Over the years I have accumulated a number of favorite watering-related devices and accessories that make the watering job just a bit easier.
Moisture meter. Inexpensive moisture meters, usually sold in the houseplant section of the garden center, have been available for years. It's a little box on top of a metal prong, and costs about $6. It is used to determine if there is a need to water. The trick is to stick the prong down only about 3 inches. If it says that soil is dry, it is time to water.
Faucet extender. If your house is like mine, the outside water faucet is covered up with the foundation shrubs, making getting to the faucet an adventure. A faucet extender is simply another faucet attached to a hose that is attached to your existing faucet on your house. Mine extends about six feet, so my new faucet is in the front of the shrubs where I can get at it. You can buy these at Lowe's or check out Lee Valley Tools. They cost about $38.
Hose guides. If you have to move your garden hose around to change the location of a sprinkler or to be able to walk through the garden with a watering wand, you soon find that if the hose is pulled around a certain corner it will roll right over some of your flowers.
Hose guides come in all manner of shapes, sizes and prices. The idea is to pound the hose guide into the soil at that point where the hose needs to go around a corner where you need to protect the plants. You can get inexpensive guides at Lowe's, or more fancy choices at Gardener's Supply Co. ( Gardener's Supply Company) or Lee Valley Tool Co. ( Lee Valley Tools).
Timers. Timers are designed to be set so your watering system will run for a certain period of time and then automatically shut itself off. I use mine to turn off my sprinkler when it is watering my lawn. The simple version is a mechanical timer much like the timer my mother used on her stove. Wind it up to the right amount of time, and it ticks away until the system turns off. You can get a three-hour timer from Lee Valley Tools (Lee Valley Tools) for $17.
Quick-connect devices. These are attachments, usually brass or plastic, that are placed on the end of each watering device and also on the end of all faucets. Instead of having to thread a device to a hose or faucet, you simply push the ends together and the leak-proof connection is made. The key to this device being truly helpful is to go to the trouble of having quick-connects for every single watering device you have including all hoses, watering wands, sprinklers and faucets. If only part of your watering system has quick connects, you will invariably be trying to connect one device with no quick-connect to a hose having a quick-connect -- very frustrating. I like the brass devices that are not cheap. They cost about $6 a pair and I use about 12 pairs. The plastic version works OK and costs much less. Most garden centers and home centers sell these handy helpers.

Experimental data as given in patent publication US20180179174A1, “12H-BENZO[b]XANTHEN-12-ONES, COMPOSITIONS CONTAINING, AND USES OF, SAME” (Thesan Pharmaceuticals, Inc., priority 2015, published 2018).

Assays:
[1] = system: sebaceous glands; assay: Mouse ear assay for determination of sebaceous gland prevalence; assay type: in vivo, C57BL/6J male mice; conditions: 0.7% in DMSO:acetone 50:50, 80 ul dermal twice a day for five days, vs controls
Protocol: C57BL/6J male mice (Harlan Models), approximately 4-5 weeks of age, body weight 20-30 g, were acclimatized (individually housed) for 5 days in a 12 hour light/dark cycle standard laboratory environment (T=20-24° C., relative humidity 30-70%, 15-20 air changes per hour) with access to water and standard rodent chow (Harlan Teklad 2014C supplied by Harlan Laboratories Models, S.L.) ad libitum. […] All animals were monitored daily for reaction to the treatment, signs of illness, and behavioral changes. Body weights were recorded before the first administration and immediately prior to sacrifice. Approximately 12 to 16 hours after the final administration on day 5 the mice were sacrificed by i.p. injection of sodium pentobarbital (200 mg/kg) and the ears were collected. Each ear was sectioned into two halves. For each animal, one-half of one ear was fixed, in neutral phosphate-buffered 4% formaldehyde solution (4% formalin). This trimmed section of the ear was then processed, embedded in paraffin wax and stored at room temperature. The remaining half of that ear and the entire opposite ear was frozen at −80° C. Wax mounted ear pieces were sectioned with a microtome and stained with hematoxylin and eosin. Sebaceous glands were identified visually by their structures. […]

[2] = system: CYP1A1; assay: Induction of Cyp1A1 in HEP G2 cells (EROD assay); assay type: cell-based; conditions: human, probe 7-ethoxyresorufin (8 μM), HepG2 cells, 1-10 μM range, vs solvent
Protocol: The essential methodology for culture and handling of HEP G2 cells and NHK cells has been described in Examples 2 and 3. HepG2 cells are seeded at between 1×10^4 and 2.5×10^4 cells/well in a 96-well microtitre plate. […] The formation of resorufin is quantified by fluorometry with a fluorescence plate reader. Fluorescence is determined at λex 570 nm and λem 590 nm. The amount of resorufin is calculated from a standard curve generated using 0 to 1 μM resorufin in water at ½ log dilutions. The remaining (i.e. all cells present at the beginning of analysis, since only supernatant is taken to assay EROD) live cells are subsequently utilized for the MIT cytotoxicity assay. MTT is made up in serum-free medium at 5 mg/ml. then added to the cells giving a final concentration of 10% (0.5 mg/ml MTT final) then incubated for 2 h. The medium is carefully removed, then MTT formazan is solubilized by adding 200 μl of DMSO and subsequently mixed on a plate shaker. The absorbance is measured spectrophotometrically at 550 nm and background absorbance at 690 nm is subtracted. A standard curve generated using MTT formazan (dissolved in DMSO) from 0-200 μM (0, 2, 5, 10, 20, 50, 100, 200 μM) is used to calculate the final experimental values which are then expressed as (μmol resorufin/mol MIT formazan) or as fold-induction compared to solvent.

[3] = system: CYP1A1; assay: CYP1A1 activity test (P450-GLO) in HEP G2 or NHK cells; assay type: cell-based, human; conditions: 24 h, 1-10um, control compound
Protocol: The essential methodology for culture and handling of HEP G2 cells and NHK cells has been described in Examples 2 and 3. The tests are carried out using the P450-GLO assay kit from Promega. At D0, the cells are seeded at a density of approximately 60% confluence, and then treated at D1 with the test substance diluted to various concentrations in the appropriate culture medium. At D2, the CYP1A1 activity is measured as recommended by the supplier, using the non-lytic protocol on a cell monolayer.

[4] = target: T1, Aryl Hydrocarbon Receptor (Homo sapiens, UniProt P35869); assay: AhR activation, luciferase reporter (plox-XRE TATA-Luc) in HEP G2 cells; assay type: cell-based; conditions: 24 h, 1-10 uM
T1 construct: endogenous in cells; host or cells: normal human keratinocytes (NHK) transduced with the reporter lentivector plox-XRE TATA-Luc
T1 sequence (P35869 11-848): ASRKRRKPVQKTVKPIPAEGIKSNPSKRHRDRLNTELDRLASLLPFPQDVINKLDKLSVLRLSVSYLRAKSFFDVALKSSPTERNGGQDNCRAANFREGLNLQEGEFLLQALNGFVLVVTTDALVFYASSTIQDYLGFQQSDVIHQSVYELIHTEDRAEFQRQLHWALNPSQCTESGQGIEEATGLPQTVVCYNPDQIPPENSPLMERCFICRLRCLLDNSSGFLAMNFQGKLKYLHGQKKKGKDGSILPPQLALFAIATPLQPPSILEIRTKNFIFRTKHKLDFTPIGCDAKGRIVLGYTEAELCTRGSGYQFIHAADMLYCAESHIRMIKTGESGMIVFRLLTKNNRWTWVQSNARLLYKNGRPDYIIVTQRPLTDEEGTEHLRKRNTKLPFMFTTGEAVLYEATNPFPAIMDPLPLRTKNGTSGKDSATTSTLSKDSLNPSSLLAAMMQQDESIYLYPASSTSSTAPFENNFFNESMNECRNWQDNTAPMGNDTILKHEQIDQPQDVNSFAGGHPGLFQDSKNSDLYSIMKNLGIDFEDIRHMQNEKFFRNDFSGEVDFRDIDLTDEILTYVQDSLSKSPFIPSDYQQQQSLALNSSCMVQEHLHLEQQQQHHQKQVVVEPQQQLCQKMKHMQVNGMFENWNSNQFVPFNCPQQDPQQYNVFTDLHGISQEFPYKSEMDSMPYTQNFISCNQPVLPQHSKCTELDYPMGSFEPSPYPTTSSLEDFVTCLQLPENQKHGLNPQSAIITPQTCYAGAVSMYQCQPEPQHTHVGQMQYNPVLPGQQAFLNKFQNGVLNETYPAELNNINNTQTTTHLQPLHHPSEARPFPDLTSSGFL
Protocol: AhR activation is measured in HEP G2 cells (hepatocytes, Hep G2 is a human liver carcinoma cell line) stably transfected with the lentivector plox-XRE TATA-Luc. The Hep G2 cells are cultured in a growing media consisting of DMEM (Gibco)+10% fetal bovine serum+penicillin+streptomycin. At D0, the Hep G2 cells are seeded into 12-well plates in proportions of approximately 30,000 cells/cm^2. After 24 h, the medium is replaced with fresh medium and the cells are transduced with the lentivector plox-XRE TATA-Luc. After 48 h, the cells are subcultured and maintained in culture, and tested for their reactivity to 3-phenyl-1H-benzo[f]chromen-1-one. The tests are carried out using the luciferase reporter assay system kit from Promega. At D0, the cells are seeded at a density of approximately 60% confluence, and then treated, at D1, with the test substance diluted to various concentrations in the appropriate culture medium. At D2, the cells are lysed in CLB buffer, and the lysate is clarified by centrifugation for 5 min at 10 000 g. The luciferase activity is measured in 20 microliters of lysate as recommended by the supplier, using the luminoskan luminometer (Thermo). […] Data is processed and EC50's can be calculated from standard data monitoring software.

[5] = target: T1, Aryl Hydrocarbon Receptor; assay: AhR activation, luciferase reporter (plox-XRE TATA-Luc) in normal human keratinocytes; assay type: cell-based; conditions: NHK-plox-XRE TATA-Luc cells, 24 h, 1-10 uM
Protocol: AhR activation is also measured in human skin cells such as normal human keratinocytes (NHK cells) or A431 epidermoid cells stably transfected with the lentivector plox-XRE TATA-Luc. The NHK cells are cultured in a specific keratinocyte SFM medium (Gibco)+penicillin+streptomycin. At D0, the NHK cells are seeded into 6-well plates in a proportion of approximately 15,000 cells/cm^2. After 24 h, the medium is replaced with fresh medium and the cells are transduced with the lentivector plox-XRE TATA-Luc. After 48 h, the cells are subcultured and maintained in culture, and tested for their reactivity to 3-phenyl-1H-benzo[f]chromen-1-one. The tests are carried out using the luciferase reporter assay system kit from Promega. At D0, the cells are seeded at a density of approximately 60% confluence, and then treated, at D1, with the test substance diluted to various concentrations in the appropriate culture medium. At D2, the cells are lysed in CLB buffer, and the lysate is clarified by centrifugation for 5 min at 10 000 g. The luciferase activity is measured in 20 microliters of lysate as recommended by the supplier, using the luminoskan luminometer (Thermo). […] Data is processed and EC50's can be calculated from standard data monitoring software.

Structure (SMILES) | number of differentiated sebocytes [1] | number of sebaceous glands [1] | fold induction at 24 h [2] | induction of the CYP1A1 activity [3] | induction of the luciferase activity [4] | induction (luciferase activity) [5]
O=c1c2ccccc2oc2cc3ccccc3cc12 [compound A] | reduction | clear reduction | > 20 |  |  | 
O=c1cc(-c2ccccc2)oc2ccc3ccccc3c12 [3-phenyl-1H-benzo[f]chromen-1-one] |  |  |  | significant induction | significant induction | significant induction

Hose kink eliminator. If you happen to buy a hose that is very soft and tends to kink easily, stopping the water flow, you know that if you pull the hose all the way out so it is fully extended, it will kink right at the faucet. The solution is a 6-inch device called a "hose kink eliminator" or "hose saver" that is attached between the hose end and the faucet. For $6 at Lowe's you eliminate that kinking problem at the faucet. Also see Lee Valley Tools
Hose nozzle. I've tried a gazillion nozzles and after only 30 years of searching I found my favorite. It is called the Ultimate Nozzle and is modeled after a fire-fighting fog nozzle. It is adjustable from a real strong solid stream to a light fan shape. It is comfortable to hold for a half an hour or more. You can find it at Ultimate Nozzle Site or check out Gardener\'s Supply Company about $27.
Self-rollup hose storage device. There are lots of ways to store a garden hose. If you want to feel pampered, try the Reel Smart Hose Reel by Hydro Industries (Lowe's, $60 to $80). It is an attractive plastic box that will store 100 feet of hose, which can be pulled out of the box easily. When you are finished, you walk back to the storage box, push a lever, and the box pulls your hose back in by itself. It uses the power from the pressure in your water faucet to do this magic. There are no batteries or other electrical connections required. Mine has worked well for three years now.
Mulch. Of course for me, the ultimate water-saving device is the organic mulch I use over all my flower and vegetable garden beds. It eliminates the evaporation of water from the soil and cuts the needed watering time in half.